Commentary: Texas farmers roll the dice with spring planting
When I drive out in the country this time of year I think of Vegas, where the high rollers gamble their stake for a winning bet.
No bright lights, rustling crowds and the whir of slot machines in Central Texas. Instead, I see red and green tractors and a variety of farm equipment. It’s a different kind of gambling and farmers have anted up all winter, developing their game plan, preparing the land and laying down fertilizer. Now it’s time to go all-in and the rumble of high-powered machinery could be heard this weekend as farmers dropped seed into the ground.
I had the pleasure of talking with Ross Stromberg on Saturday. Ross, who farms between Hutto and Taylor, was fine-tuning his planter to ensure the seed was in contact with moisture. Ross had fair moisture about two or three inches down and was thankful for the recent rain. His corn will come up. He worried though, like so many farmers in Texas are worrying, about prospects for rain this spring. Forecasts aren’t encouraging.
Mother Nature holds all the cards when it comes to farming and ranching. Besides the lack of moisture, there are other worries. Insects. Freezes. Sometimes I wonder why farmers do it.
Optimism, I guess. And that challenge of growing the perfect crop.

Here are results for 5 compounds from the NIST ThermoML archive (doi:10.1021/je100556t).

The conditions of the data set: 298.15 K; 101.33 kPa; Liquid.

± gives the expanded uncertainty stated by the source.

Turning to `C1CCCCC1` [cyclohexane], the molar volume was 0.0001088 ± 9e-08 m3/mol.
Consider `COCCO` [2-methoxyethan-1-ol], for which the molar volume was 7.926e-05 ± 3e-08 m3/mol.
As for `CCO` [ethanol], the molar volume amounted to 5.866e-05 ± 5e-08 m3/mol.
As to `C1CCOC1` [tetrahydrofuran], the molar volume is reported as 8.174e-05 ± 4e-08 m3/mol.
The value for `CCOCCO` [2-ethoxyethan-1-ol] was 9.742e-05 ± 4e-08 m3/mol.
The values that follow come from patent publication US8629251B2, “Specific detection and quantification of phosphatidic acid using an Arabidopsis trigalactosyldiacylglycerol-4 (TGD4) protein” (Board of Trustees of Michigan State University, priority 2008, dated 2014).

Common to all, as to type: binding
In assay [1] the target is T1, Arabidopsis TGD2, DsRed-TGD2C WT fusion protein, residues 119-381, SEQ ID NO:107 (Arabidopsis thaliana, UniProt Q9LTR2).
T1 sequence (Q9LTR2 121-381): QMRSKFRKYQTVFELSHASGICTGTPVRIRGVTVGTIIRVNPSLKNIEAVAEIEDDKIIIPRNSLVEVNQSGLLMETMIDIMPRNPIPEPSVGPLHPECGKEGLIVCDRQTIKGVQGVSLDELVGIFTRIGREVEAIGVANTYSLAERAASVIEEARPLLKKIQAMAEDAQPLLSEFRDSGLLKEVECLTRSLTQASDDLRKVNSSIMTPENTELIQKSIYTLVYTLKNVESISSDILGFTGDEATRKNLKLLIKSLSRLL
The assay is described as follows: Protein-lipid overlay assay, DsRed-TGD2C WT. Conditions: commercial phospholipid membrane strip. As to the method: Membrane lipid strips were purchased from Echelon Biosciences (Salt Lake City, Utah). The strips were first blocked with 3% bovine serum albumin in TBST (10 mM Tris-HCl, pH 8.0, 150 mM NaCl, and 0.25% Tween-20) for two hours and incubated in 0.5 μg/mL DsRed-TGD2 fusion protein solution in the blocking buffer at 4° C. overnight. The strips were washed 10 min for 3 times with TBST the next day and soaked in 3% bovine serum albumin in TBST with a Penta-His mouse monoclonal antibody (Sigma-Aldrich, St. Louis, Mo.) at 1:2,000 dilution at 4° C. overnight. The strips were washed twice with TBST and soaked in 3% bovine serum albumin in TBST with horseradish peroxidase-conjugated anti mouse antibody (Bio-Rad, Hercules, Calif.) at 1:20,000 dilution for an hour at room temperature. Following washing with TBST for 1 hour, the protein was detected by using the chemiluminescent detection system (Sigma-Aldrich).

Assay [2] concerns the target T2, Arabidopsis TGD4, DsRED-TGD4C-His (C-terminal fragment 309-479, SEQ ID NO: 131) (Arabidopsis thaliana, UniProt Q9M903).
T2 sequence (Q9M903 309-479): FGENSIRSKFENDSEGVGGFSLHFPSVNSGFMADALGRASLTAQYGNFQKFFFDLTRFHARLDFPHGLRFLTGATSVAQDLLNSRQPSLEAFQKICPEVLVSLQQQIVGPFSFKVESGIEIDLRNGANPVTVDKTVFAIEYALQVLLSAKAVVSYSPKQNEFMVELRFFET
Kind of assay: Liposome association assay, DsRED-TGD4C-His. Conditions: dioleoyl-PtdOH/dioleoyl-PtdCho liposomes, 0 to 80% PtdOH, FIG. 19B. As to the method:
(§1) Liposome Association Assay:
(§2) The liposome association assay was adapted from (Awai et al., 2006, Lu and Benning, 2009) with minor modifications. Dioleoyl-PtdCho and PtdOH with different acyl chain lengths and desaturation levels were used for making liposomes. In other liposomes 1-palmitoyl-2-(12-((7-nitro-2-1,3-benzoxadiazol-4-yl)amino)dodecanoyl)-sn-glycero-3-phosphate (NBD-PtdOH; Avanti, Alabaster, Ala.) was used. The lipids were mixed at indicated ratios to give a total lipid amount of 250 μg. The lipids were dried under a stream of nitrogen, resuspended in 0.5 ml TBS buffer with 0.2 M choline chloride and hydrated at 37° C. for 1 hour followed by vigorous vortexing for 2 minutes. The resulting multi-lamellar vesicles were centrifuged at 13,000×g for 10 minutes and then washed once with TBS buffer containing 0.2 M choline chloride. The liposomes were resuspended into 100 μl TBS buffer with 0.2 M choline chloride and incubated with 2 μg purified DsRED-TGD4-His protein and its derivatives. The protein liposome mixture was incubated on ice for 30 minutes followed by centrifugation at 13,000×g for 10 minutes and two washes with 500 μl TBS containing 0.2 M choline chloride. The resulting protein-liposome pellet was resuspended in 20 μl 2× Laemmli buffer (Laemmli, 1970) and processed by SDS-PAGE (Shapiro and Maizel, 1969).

There’s a special magic when everything goes right. A good stand develops. Timely rains fall. Insect pressure is light and the crop matures. Prices are good.
Bin-busting yields. Jackpot!
It doesn’t happen very often. Most seasons a crucial rain is missed or something else goes wrong. Some years no crop is made at all. But that’s all part of the game.
Agriculture for sure is a gamble. But it’s a risk farmers and ranchers take every year.
So who wins this high-stakes game? The House, as always.
And you, me and everyone who likes to eat lives in it.
- Ag markets diverged Tuesday morning
- Breakthrough in the understanding of plant growth, development
- Monsanto sells Desert Durum Wheat Research Program
- Midco Global, Inc. and DuBois Engineering sign joint venture
- Fargo selected for National Agricultural Genotyping Center
- Pinnacle Agriculture Holdings acquires Kerman Ag Resources